Giovanni Aldini galvanizes the corpse of an executed criminal.
“…the experiments I did on the hanged criminal did not aim at reanimating the cadaver, but only to acquire a practical knowledge as to whether galvanism can be used as an auxiliary, and up to which it can override other means of reanimating a man under such circumstances….”1 Giovanni Aldini, 1804
Bioelectricity is one of the most maligned branches of biomedical research, stigmatized in popular culture, misappropriated by quack healers, and misunderstood even among scientists.2,3 There is a solid scientific basis for bioelectric phenomena and it is essential for bodily functions from nerve and muscle activity to injury healing. However, it is devilishly complicated and it has a rather colorful history that is remembered more than the science itself. Twitching corpses tend to do that to a story.
To set the stage, our story begins in the the age of ‘Galvanism’, where the promises of bioelectricity were balanced only by how poorly we understood it. The Galvani-Volta debates were raging in the scientific community as researchers worked to understood bioelectricity phenomena that would take a least another century to unravel.4 Meanwhile the Vitalists and Mechanists duked it out philosophically, with the former claiming erroneously that special ‘vital laws’ applied to living organisms (e.g. Galvani’s ‘Animal Electricity’, while the latter maintained that both the animate and inanimate were subject to the same physical laws5,6. And the public? They loved it–sparks, disembodied limbs, and the promise of reanimation!3
On the day in question, one George Forster (26 years old), accused of the murder of his wife and daughter by drowning, was executed by hanging. Promptly upon being declared dead, his corpse was carted off to the Royal College of Surgeons to participate in what would become one of the most well known of the Galvanism experiments. In the operating theater, surrounded by an excited crowd, was Giovanni Aldini, Professor of Physics at the University of Bologna and nephew to Luigi Galvani. Aldini was a staunch defender of Galvani’s camp, and the experiment he was about to perform marked the apotheosis of his work with cadavers. Armed with a massive Voltaic pile battery, Aldini began to electrically induce convulsions in the cadaver by touching the electrode and counter-electrode of the battery to different parts of the cadaver to close the circuit. For instance, touching the mouth and the ear produced facial convulsions powerful enough to open the left eye. The grand finale? Moving one of these electrodes down to the rectum caused the corpse to appear to be sitting up.4,7 Suffice it to say, this experiment lingered in public memory for decades, and Frankenstein was only 15 years away.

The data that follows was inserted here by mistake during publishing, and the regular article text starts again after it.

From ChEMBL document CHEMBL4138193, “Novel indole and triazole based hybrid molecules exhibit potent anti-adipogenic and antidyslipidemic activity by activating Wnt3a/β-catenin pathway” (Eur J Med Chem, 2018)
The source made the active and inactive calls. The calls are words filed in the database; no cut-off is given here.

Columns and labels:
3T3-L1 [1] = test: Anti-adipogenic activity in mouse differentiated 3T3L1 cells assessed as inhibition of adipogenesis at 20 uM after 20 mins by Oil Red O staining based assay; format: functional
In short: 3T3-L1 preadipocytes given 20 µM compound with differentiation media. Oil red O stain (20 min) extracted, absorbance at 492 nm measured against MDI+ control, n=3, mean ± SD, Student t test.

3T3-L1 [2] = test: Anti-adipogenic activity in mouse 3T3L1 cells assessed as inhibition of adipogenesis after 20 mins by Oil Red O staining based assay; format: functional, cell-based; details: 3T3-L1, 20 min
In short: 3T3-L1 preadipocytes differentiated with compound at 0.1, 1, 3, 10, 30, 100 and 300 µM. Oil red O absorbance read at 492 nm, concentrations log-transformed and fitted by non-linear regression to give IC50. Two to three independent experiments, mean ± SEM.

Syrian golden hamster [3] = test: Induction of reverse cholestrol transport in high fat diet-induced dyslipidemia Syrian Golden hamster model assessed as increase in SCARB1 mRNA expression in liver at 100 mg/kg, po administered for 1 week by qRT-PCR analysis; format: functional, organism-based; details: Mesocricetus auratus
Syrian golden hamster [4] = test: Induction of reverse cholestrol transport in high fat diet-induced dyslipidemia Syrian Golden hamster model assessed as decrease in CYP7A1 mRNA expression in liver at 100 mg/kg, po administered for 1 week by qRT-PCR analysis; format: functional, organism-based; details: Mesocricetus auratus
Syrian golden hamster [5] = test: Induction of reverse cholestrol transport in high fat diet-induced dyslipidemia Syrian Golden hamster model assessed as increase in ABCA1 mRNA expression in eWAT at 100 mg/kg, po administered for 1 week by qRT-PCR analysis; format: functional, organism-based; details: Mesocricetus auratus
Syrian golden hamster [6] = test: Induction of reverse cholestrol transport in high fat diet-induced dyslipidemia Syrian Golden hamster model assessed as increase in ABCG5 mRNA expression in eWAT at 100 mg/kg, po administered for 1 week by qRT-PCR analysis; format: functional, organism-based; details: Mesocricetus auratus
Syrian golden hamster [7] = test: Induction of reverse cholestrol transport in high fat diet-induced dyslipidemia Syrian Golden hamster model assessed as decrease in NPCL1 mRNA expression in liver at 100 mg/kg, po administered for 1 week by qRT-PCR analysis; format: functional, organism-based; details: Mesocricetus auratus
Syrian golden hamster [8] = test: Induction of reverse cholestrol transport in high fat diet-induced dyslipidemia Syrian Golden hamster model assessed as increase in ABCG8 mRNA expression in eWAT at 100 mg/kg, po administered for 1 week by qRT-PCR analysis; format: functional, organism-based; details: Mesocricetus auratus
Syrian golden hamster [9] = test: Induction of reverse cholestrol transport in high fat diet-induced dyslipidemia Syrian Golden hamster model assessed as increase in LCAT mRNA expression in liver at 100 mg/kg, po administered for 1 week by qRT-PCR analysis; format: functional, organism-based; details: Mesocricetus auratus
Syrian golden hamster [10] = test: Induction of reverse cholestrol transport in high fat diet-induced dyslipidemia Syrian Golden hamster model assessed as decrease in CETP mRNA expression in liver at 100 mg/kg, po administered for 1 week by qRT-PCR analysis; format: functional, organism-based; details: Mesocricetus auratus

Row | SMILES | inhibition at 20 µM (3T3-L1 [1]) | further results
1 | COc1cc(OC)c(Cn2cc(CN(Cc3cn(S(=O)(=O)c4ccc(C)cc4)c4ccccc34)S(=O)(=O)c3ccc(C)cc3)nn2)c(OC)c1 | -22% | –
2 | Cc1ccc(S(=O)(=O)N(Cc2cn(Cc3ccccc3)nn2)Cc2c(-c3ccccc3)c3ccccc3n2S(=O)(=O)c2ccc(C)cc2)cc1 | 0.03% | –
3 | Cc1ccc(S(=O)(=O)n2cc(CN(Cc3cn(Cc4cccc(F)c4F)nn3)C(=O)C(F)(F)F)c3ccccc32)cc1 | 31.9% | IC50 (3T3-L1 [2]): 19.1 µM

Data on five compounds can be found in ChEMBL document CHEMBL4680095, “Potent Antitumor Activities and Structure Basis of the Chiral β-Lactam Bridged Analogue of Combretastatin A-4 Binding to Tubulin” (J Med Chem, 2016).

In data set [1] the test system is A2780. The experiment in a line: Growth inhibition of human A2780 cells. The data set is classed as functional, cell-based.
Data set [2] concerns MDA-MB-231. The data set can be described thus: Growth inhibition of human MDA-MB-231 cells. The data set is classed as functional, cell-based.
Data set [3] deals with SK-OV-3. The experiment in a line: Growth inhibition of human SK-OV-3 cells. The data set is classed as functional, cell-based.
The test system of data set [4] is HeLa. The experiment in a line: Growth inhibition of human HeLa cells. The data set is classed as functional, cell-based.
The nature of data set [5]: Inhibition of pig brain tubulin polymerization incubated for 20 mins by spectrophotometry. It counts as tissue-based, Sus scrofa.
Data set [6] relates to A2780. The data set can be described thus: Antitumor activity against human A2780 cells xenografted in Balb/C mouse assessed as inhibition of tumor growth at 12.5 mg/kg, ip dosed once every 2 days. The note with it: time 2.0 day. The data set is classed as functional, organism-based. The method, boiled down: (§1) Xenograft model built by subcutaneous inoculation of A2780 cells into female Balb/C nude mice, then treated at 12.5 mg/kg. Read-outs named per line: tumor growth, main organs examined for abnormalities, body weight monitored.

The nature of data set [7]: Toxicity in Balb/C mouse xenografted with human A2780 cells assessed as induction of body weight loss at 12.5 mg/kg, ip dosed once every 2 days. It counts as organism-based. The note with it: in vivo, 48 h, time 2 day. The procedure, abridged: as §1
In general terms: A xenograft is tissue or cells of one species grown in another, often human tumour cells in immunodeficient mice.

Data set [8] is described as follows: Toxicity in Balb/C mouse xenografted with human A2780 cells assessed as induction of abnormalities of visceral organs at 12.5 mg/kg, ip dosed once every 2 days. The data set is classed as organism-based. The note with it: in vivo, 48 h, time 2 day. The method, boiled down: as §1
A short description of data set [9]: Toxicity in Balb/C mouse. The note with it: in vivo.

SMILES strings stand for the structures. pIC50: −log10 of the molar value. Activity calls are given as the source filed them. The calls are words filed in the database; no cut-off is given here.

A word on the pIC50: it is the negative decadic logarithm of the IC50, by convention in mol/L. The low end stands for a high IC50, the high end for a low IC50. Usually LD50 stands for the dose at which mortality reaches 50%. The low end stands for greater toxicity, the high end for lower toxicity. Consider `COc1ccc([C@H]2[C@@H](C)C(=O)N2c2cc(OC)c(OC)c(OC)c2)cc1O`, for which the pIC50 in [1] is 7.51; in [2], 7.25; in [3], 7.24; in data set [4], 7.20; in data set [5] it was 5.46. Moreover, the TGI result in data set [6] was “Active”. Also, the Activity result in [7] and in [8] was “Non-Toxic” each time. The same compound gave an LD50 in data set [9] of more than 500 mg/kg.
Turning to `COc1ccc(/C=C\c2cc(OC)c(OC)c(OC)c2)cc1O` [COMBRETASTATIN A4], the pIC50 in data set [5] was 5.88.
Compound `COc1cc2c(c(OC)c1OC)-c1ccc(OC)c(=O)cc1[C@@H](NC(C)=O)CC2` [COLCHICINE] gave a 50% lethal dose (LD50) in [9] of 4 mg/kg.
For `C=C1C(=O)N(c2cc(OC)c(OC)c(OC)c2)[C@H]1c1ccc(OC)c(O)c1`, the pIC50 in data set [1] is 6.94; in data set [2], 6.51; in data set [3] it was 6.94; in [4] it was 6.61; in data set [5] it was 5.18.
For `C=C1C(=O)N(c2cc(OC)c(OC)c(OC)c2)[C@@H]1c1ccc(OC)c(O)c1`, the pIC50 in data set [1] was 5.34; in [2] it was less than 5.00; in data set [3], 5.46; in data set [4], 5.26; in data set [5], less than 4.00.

While it makes for a great story, the scientific goal of Aldini’s experiment is often overlooked. Specifically, he tells us that: “…the experiments I did on the hanged criminal did not aim at reanimating the cadaver, but only to acquire a practical knowledge as to whether galvanism can be used as an auxiliary, and up to which it can override other means of reanimating a man under such circumstances….”1 Aldini’s primary focus was resuscitation after trauma, such as near-drowning, and he lamented that he was never able to restore cardiac function in a cadaver. Nonetheless, his ideas were forerunners to defibrillation and even deep brain stimulation.
We’ve come a long way from twitching corpses, but perhaps one of our greatest challenges now is demystifying the whole thing. The truth of bioelectricity is very much stranger than fiction.
Contributed by Odd Salon Speaker Daniel Cohen, who spoke about the corpse reanimation at Odd Salon UNDEAD
- Aldini, G. Essai théorique et expérimental sur le galvanisme, avec une série d’expériences faites devant des commissaires de l’Institut national de France, et en divers amphithéâtres anatomiques de Londres. Paris Fournier Fils (1804).–Parent’s translation (see Ref. 4)
- Martinsen, O. & Grimnes, S. Bioimpedance and Bioelectricity Basics. (Academic Press, 2011).
- McCaig, C. D., Song, B. & Rajnicek, A. M. Electrical dimensions in cell science. J. Cell Sci. 122, 4267–76 (2009).
- Parent, A. Giovanni Aldini : From Animal Electricity to Human Brain Stimulation. 576–584 (The Canadian Journal of Neurological Sciences 2004).
- Lightman, A. The Discoveries. (Random House LLC, 2010).
- Dierig, S. Apollo’s Laboratory. (Wallstein, 2006)
- Knapp, A. & Baldwin, W. The Newgate Calendar: The Malefactors’ Bloody Register. (J. Robins and Co., London, 1824).
An Account of the Late Improvements in Galvanism: With a Series of Curious and Interesting Experiments Performed Before the Commissioners of the French National Institute, and Repeated Lately in the Anatomical Theatres of London, by Giovanni Aldini – via Smithsonian Libraries